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THE ESSENCE OF COFFEE
THE ESSENCE OF COFFEE

THE ESSENCE OF COFFEE - PowerPoint Presentation

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COFFEE BASICS The Myth and History of Specialty Coffee Myth History Migration from East to West Spread of the Coffee House In Europe In America The Spread of the Coffee House 15th century coffee house ID: 541450 Download Presentation

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Presentation on theme: "THE ESSENCE OF COFFEE"— Presentation transcript

Slide1

THE ESSENCE OF COFFEESlide2

COFFEE BASICS:

The Myth and History of Specialty Coffee

Myth

History

Migration from East to West

Spread of the Coffee House

In Europe

In AmericaSlide3

The Spread of the Coffee House

15th century coffee houseSlide4

History of Coffee

The first coffee houses appeared in Mecca. It is believed that these were established around the second half of the 15th century.

The coffee house concept quickly spread and could be found in Constantinople and Damascus by the 1550’s.Slide5

Renowned for their exquisite and sumptuous furnishings, the coffee houses of Constantinople served as models for European versions to come.

The uniqueness of the coffee house helped it to spread. Never before had there been a place for people to gather in order to socialize, conduct business, engage in debate—all while enjoying a delicious and inexpensive beverage.Slide6

The Coffee House in Europe

Venetian coffee houseSlide7

With the Venetians’ introduction of coffee into Italy, the first coffee houses opened there around 1650.

In 1720, Florian Francescari opened Café Florian in the Piazza San Marco in Venice. This café remains in operation today.Slide8

In 1652, the first coffee house opened in London.

More quickly followed with some of the most famous including:

Mol’s Coffee House in Exeter where Sir Walter Raleigh was known to drink coffee and smoke his pipe.

And Lloyd’s where Edward Lloyd would keep logs of the ships, which his clients’ would insure.

Lloyd’s of London

Eventually became the largest insurance house in the world.Slide9

By the early 1700’s, London reputedly contained 2000 coffee houses.

While these coffee houses became increasingly popular gathering places for men, women were forbidden access.

Consequently, women frequented

Tea Gardens.

This contributed to the popularity of tea with the English.Slide10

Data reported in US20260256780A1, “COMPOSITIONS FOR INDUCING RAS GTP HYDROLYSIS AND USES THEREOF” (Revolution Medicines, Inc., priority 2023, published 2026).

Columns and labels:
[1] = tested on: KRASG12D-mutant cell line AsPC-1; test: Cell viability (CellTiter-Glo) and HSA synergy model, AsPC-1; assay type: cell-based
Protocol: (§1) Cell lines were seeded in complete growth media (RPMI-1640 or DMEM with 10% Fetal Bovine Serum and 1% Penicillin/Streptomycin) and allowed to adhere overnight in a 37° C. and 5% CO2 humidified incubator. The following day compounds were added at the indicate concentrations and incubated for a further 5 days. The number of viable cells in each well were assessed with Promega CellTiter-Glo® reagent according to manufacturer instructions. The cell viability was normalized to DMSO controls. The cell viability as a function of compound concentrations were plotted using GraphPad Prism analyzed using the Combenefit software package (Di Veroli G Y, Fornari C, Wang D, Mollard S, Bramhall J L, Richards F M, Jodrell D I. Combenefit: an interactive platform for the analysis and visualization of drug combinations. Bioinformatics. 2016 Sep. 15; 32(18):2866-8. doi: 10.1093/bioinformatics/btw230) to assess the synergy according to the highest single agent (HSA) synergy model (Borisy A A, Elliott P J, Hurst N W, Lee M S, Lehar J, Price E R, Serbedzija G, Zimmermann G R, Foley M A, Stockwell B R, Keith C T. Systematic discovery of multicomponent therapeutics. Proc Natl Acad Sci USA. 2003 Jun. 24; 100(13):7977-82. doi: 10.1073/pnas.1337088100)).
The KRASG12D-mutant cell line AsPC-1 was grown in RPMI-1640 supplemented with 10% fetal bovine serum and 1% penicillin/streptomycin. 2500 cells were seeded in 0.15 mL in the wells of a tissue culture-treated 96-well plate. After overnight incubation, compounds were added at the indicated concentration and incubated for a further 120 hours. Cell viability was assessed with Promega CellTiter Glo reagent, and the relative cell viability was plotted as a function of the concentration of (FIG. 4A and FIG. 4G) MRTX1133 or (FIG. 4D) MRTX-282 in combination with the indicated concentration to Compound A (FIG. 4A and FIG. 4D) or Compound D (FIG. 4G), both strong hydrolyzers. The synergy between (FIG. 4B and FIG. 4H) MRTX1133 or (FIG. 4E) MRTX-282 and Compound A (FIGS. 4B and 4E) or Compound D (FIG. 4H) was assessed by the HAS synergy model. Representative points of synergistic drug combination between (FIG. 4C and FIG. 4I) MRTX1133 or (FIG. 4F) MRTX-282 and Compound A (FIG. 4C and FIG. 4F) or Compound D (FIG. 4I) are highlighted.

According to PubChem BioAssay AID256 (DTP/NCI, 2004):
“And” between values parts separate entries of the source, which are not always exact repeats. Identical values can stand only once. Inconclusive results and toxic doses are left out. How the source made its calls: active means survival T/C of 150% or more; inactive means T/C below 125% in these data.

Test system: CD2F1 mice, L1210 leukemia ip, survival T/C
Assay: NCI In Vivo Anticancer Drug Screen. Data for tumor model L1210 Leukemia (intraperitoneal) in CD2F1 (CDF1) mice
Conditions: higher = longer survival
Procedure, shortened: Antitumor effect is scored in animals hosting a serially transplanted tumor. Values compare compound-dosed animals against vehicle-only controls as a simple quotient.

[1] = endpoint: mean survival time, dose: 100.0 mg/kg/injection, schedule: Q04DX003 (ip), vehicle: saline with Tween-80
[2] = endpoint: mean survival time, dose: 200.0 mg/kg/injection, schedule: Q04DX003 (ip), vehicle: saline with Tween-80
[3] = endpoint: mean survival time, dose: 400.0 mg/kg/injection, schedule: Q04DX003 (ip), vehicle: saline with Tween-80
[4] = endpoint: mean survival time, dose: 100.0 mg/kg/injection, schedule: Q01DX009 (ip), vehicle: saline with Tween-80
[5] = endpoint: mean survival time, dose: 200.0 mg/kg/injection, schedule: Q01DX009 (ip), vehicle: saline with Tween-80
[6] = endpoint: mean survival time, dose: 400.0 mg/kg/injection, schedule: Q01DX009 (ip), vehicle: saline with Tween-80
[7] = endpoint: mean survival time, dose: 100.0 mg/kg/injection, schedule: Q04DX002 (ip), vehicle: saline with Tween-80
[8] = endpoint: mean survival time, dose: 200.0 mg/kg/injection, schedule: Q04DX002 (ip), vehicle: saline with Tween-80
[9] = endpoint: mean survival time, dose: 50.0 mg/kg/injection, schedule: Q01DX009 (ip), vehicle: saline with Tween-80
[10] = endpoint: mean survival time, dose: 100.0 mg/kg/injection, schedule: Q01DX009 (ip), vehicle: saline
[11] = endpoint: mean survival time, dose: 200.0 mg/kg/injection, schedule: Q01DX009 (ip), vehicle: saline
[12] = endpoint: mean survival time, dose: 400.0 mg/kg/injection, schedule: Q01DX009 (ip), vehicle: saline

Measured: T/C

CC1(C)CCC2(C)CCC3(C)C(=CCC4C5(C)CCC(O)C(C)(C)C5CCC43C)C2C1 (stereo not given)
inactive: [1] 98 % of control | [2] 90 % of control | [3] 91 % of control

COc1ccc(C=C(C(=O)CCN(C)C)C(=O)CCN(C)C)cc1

It was here in England as well that coffee houses became known as “

penny universities”.

For the price of a penny, one could enter a coffee house to listen to scholars debate academic topics.

Also emerging from the English coffee houses was the custom of “tipping”.Slide11

Brassbound boxes were placed in coffee houses in which the patrons were encouraged to place coins “to insure promptness” in service.

Thus, the “tip” was born!

French coffee houseSlide12

In France, the coffee café became the artistic and intellectual gathering place of French society.

Indeed, the elegant Café Procope, which was founded in 1689 and was situated across from la Comedie Francaise, was frequented by such distinguished gentlemen as Rousseau, Voltaire, Napoleon Bonaparte, and Benjamin Franklin.Slide13

By 1843, it is believed that Paris supported 3000 coffee houses. One of these, the Café de la Paix, still operates today.

Following the Austrian defeat of invading Turks, Franz Kolschitzky appropriated the supply of green beans left behind by the retreating troops.

With these beans, Kolschitzky opened the first Viennese coffee house, the Blue Bottle, in 1683.Slide14

Intended as a humorous response to Frederick the Great’s efforts to suppress Germans’ coffee drinking, Johann Sebastian Bach composed the “Coffee Cantata” in 1732.

Coffee CantataSlide15

Another interesting piece of trivia involves the term “

Kaffee

Klatsch

” which was used to describe German women’s gossip sessions conducted over their cups of coffee.

Kaffee KlatschSlide16

In America, the coffee house originated and evolved in a different manner than did those in Europe.

Coffee was served in taverns and inns and where food and other beverages such as beer and ale also were sold.

Being a Puritan lot, Americans did not believe that dawdling away hours at a coffee house was a pursuit worthy of their code of behavior.

The Coffee House in AmericaSlide17

However, in 1670, a license was given to Dorothy Jones to sell coffee in Boston—which she did along with countless other women who operated the inns of that time.

As in England, women were not allowed to frequent these establishments.

However, as very active members of the economic life of the American colonies, women were allowed to run them.

Women operate inns (coffee houses) but are forbidden accessSlide18

Unlike the coffee houses of Europe, which attracted artists and intellectuals, the American coffee house served a unique function as a meetinghouse for council meetings and trials.

As coffee began to replace beer as the breakfast beverage in the late 1680’s, these coffeehouses became more popular.Slide19

Coffee made a splash in the United States when King George’s tax on tea led to the Boston Tea Party in 1773.

With the dumping of tea into Boston Harbor, coffee became America’s patriotic drink.

Indeed, it was in the colonial coffee house called The Green Dragon where Paul Revere, John Adams, and other revolutionaries gathered to plot the American Revolution.Slide20

Patriots dumping tea into Boston HarborSlide21

Coffee continued to be a patriotic drink as American soldiers from the Mexican- American War to the World Wars received coffee as a vital part of their rations.

Today, the traditions established in coffee houses in the East and in Europe continue to flourish as places where a wide variety of people gather to be engaged and to be engaging while savoring that still mystical beverage—coffee.